• My personal favorite animated movie. Miyazaki breathes so much life into every frame. It has a sense of wonder like no other film I’ve seen.

  • 1.The Truman Show (1998)
  • The Truman Show has been my favorite film since it came out in 1998. Everything about it completely clicked with me. Jim Carey is great in it but Ed Harris is even better in his turn as Christof, the director of the show. Cue the sun.

The Amazing Spider-Man

“It is an entirely unnecessary remake, but a good one.”
-Robert Roten, Laramie Movie Scope

The Amazing Spider-Man comes just 5 short years after the final entry in the last Spider-Man film series. The first question on everyone’s mind is: Why reboot this franchise so soon? Money, for one thing. The previous franchise had gotten too big and expensive to continue being profitable enough for Sony Pictures (Tobey Maguire alone would have cost $50 million to retain). In addition to the financial issues, director Sam Raimi began to demand more creative control after pesky studio interference frankly destroyed Spider-Man 3. Of course the solution to this is to reboot everything and start fresh with cheaper actors (Andrew Garfield, Emma Stone) and a young, up-and-coming director in Marc Webb (500 Days of Summer). Another reason for the timing of this reboot has to do with how the rights to Spider-Man were sold to Sony Pictures by Marvel Studios in the 1990’s. No one seems to know for sure, but a “reverter clause” is said to exist, that returns the license to Marvel if Sony isn’t demonstrating use of the property.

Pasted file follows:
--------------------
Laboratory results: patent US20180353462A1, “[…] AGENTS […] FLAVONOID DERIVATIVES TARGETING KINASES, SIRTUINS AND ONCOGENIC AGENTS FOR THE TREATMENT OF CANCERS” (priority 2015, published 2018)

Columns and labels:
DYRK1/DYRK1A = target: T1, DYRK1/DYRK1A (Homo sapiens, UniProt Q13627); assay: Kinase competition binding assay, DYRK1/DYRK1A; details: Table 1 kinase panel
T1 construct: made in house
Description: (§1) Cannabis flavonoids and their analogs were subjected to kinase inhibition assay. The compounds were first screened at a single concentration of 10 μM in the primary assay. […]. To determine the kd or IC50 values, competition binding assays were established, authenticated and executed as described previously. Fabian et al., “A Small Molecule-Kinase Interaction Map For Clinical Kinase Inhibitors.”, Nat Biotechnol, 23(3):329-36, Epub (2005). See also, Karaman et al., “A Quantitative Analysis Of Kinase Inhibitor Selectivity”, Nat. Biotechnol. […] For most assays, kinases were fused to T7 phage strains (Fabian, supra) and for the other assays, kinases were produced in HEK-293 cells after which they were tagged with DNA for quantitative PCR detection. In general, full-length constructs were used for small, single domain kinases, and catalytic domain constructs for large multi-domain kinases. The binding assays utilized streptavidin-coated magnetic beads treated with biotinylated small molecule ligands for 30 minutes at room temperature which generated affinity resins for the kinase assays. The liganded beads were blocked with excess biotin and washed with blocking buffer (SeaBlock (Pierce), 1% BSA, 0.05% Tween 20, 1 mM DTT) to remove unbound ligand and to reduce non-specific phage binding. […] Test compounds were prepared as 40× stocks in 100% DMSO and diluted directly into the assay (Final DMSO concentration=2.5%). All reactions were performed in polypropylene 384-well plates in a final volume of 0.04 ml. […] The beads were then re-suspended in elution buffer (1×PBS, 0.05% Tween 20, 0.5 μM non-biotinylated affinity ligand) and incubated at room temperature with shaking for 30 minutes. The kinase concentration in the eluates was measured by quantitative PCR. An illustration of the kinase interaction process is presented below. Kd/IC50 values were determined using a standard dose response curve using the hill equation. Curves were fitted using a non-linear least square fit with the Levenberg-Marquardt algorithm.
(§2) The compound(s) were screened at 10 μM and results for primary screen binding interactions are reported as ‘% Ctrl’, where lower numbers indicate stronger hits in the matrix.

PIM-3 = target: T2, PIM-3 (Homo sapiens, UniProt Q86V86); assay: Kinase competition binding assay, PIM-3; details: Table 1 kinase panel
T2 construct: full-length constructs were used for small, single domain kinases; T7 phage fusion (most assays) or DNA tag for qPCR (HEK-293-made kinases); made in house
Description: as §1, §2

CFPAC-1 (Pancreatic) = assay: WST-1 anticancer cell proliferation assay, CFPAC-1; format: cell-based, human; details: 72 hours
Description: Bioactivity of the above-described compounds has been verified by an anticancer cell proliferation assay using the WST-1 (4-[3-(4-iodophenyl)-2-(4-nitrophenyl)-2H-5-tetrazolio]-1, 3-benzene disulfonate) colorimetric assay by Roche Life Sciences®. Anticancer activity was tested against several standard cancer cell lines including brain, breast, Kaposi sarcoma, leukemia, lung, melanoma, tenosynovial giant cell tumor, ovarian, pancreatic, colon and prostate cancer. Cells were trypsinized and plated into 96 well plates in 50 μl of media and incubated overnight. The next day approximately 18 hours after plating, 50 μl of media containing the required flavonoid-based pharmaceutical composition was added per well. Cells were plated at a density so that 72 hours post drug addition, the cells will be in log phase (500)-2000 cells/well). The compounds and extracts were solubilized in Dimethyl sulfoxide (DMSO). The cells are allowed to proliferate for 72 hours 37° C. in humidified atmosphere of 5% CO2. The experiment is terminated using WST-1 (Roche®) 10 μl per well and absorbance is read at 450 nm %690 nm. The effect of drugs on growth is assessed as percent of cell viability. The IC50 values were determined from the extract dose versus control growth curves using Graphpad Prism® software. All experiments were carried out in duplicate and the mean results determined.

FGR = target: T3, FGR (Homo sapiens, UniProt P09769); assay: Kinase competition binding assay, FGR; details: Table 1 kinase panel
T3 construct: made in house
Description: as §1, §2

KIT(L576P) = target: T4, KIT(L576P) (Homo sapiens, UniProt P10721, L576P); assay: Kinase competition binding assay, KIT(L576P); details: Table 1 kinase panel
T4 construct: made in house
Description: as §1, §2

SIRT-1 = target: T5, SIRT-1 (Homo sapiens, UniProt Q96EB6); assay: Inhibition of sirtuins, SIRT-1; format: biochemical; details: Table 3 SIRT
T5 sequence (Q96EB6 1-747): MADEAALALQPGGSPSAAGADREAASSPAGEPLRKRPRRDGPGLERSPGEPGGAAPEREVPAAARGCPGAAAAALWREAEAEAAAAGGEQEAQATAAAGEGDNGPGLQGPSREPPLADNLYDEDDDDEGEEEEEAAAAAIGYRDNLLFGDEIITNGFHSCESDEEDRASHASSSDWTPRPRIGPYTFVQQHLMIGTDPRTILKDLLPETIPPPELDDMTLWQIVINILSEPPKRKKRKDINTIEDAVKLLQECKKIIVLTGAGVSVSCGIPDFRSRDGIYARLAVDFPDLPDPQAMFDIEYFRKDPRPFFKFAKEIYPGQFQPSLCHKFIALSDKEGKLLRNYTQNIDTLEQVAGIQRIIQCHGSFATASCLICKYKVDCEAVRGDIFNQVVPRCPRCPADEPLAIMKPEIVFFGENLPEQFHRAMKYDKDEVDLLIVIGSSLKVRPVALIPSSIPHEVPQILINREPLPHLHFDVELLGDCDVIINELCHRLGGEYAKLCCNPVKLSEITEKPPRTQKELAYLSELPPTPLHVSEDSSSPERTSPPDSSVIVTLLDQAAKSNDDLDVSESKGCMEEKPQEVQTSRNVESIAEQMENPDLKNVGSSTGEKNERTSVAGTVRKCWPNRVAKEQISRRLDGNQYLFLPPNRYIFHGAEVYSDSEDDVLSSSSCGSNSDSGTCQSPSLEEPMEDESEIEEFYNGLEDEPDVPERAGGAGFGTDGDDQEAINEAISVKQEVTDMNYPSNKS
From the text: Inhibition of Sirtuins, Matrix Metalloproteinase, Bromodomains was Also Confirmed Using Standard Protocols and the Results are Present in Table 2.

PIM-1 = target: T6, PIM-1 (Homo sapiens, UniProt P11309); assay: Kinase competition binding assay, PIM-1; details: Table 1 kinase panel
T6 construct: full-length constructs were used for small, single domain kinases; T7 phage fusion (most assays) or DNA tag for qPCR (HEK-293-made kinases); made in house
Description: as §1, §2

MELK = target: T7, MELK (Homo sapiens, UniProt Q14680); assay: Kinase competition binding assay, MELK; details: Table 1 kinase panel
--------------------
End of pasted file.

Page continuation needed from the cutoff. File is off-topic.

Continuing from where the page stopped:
So, that’s WHY this movie exists. Now let’s get into the real question: SHOULD this movie exist? Let’s explore. The film begins as young Peter Parker (Garfield) is whisked away to live with with his Uncle Ben and Aunt May due to some shady things happening with his Fathers research in genetic engineering. Flash forward to Parker as a high school student. Investigating the details of his estranged Fathers work leads him to the infamous Oscorp, where Peter runs into future love interest Gwen Stacy (Emma Stone), meets one-armed scientist turned mutant Dr. Curt Connors (Rhy Ifans), and of course, gets bit by a genetically engineered spider.

Following the trend of “darker and grittier” superhero movies, Spider-Man is mostly successful. It is essentially the same origin story told in 2002’s Spider-Man, but told in a different way. Ifans as The Lizard makes a much more inspired villain than Raimi’s rogue’s gallery of poorly executed baddies: Green Goblin, Dr. Octopus, Sandman, Venom. Although the choreography of the action in The Amazing Spider-Man might not be as finely tuned as the previous installments, it is the character work that really shines here. Garfield and Stone have chemistry bursting at the seams and play off each other with perfection. As the romantic duo that drives the heart of the film, they put Tobey Maguire and Kirsten Dunst to shame. There is a slight issue with the tonality of this film, as it mostly aims for a certain realism and edginess but sometimes comes across as over-the-top, including an incredibly cheesy scene towards the end of the film in which a group of blue-collar New York City workers band together to give Spider-Man a hand.

The Amazing Spider-Man, while perhaps not a necessary reboot of the franchise, is a great improvement on Sam Raimi’s trilogy of the early 2000’s. Although not a lot of new ground is broken story-wise, the acting, direction and emotional center make this an excellent entry in the Spider-Man franchise, as well as comic book films in general.

FilmFire review:
4/5 forms